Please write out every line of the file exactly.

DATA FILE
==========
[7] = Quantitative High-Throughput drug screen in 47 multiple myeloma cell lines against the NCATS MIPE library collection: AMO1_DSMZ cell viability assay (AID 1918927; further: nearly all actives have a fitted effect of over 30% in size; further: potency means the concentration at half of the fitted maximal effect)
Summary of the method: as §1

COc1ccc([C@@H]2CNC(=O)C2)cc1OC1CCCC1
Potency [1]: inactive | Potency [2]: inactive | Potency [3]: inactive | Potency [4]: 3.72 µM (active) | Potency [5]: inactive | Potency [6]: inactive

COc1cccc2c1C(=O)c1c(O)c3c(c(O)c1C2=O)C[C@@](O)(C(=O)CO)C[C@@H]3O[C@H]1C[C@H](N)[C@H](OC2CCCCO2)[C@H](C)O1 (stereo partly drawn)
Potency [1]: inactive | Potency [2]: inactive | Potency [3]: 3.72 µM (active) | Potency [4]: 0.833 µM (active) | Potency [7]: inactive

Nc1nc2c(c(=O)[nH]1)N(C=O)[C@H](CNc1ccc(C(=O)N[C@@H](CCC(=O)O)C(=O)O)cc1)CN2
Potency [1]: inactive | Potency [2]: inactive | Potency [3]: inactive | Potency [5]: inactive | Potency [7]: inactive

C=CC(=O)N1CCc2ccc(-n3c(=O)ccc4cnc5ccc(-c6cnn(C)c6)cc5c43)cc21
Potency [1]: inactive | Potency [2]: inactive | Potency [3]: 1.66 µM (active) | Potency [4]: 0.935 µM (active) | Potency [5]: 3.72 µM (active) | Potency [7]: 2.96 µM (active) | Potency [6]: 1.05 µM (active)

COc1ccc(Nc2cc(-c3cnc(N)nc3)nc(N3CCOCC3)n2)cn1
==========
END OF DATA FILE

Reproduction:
[7] = Quantitative High-Throughput drug screen in 47 multiple myeloma cell lines against the NCATS MIPE library collection: AMO1_DSMZ cell viability assay (AID 1918927; further: nearly all actives have a fitted effect of over 30% in size; further: potency means the concentration at half of the fitted maximal effect)
Summary of the method: as §1

COc1ccc([C@@H]2CNC(=O)C2)cc1OC1CCCC1
Potency [1]: inactive | Potency [2]: inactive | Potency [3]: inactive | Potency [4]: 3.72 µM (active) | Potency [5]: inactive | Potency [6]: inactive

COc1cccc2c1C(=O)c1c(O)c3c(c(O)c1C2=O)C[C@@](O)(C(=O)CO)C[C@@H]3O[C@H]1C[C@H](N)[C@H](OC2CCCCO2)[C@H](C)O1 (stereo partly drawn)
Potency [1]: inactive | Potency [2]: inactive | Potency [3]: 3.72 µM (active) | Potency [4]: 0.833 µM (active) | Potency [7]: inactive

Nc1nc2c(c(=O)[nH]1)N(C=O)[C@H](CNc1ccc(C(=O)N[C@@H](CCC(=O)O)C(=O)O)cc1)CN2
Potency [1]: inactive | Potency [2]: inactive | Potency [3]: inactive | Potency [5]: inactive | Potency [7]: inactive

C=CC(=O)N1CCc2ccc(-n3c(=O)ccc4cnc5ccc(-c6cnn(C)c6)cc5c43)cc21
Potency [1]: inactive | Potency [2]: inactive | Potency [3]: 1.66 µM (active) | Potency [4]: 0.935 µM (active) | Potency [5]: 3.72 µM (active) | Potency [7]: 2.96 µM (active) | Potency [6]: 1.05 µM (active)

COc1ccc(Nc2cc(-c3cnc(N)nc3)nc(N3CCOCC3)n2)cn1